Suzie Wilde and Noni Needs round-up the day’s essential local information for Petersfield and its villages.

Today’s show includes ideas for ways you can help to mark VE Day from your home during lockdown, plus the latest episode in the Sixty Second Support campaign as we help you think about mental health during the Covid crisis.

Send information updates and thank you messages for help you’ve received to team@petersfieldradio.uk or phone 01730 555 500.

We share information with the Petersfield Coronavirus Resource Hub, the Petersfield Voluntary Care Group and other local agencies.

This morning’s presenters

60 Second Support

We’re supporting this national campaign to help raise awareness of issues around mental health during lockdown. 60 Second Support is made possible by the Audio Content Fund.

Today we hear from Sarah Jones from Help for Heroes highlights the importance of good quality sleep during stressful times.

Town plans to mark VE Day

Transcript

Suzie and Noni’s viral neologisms

Quarantinis

At-home cocktails served with flair and relief during lockdown.

The Locktail Hour

The time for quarantinis. There is no Government instruction on when this should be so you can decide for yourself. Usually longer than one hour.

The Isobar

The place you serve your quarantinis from during isolation at the appointed Locktail Hour.

Covidiots

People you see acting irresponsibly during lockdown. Quite different from our irresponsible drinking at home.

Zumped

Dumped during a zoom meeting.

Do send your own to team@petersfieldradio.uk or call Petersfield (01730) 555 500.

Information

VE Day celebrations

The National Museum of the Royal Navy, the National Army Museum and the Royal Air Force Museum are joining forces to host a free online festival, bringing to life the stories of those who helped deliver Victory in Europe. 

Highlights include a Vying for Victory debate where historians from each museum reveal lesser-known stories of how the Second World War was won, followed by a live Q&A; live talks; and a virtual 1940s’ swing dance class, followed by a sing-along concert at home to inspire VE party spirit for the nation, together with voices from the three Armed Forces, where re-enactors share stories from the Fighting Front and the Home Front.

If that’s your sort of thing, the three-day programme will be available at nmrn.org.uk, and runs from tomorrow until Saturday. 

Decorate your home in red, white and blue! That’s what the Town Council is urging us. Drape flags from windows and have a 1940s themed party. Jitterbug away and send your video clips and pics to share. The virtual broadcast goes live at 2.30pm thanks to Churchers College and full details of all of this can be found on the Petersfield Town Council website and social media pages. 

If you’re interested in discovering more about VE Day, or finding inspiration for your themed party, then the Imperial War Museum’s website at iwm.org.uk  has lots of stories, videos, photos and recordings you can watch and listen to. 

Its V75 campaign is encouraging everyone to listen to a four-minute recording of sounds from the museum’s extensive archives. You can also read about the 75th anniversary on a special website veday75.org.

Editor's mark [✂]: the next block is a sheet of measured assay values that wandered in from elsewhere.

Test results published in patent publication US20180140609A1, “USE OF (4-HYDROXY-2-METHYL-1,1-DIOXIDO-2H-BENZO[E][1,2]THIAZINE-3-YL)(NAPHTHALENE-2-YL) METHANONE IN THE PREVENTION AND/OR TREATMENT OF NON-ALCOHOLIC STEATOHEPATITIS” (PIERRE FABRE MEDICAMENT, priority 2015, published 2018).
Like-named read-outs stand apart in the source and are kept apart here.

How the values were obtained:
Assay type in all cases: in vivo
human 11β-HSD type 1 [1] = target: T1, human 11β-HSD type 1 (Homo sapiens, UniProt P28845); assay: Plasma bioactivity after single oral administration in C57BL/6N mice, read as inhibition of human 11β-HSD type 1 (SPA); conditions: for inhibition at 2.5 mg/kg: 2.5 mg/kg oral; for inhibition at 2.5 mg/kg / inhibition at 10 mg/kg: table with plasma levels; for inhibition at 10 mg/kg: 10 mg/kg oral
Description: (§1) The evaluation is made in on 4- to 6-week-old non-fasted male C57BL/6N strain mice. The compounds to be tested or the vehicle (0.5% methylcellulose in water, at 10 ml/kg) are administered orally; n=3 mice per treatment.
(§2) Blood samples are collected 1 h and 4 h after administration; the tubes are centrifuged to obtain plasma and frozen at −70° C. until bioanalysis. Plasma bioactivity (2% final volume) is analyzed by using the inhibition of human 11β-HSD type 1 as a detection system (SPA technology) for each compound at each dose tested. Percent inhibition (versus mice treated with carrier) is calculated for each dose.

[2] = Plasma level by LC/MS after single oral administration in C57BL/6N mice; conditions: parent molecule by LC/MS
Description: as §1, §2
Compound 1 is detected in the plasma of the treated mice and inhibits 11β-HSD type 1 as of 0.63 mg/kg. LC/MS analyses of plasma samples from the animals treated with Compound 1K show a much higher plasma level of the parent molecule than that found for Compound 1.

If you want to find out more about local commemorations, check out Monday’s Morning Report which featured an interview with organiser Cllr James Deane. And, we’re all looking forward to our special radio programme this Friday hosted by Alastair Stewart and containing a rich mix of speech and music to help mark the day.

In addition to audio supplied by James and his team, we will have a piece from the museum about Petersfield during and after wartime, and letters from a serving officer who died, recently, in the town.

Here’s a treat for railway enthusiasts: how about taking a trip on the Watercress Line from the comfort of your sofa? It’s not exactly re-enacting the atmosphere of Brief Encounter, but the virtual ride through the Hampshire countryside does take you the length of our local heritage railway. I know somebody who was very disappointed, though, that he couldn’t smell the steam …

Visit the link included in today’s transcript to enjoy the sped-up journey.

Now we know a lot of you enjoy a trip to Chichester Festival Theatre – but sadly it has been forced to cancel its 2020 Festival season because of the current crisis. 

The theatre had been due to reopen in July with South Pacific and The Unfriend, both of which it intends to reschedule in 2021. Management are currently considering a revised shorter programme of work from autumn 2020, possibly including Pinocchio over the Christmas period, and are working on a new schedule for 2021. 

All ticket holders will be contacted by the theatre’s box office with the option of exchanges, credits, refunds or donations. 

Our friends at East Hampshire police have been in touch following a number of break-ins at commercial and industrial premises in recent weeks.

We’re repeating their advice today because it is so important to protect business.

Burglaries occur frequently on businesses premises for a number of reasons: high-value stock, easy access to cash, poor security. But whatever the reason there are often easy steps businesses can take to reduce the opportunity to criminals.

Burglary can have serious and long-lasting effects on businesses such as financial loss suffered when repairing damage, lost sales when stock has to be re-ordered, loss of confidence from customers. In order to support your local business community, East Hampshire police has supplied us with some crime prevention advice.

  • Check your insurance policy to see if there are any security requirements. Ensure you seek clarification from them if anything is not clear.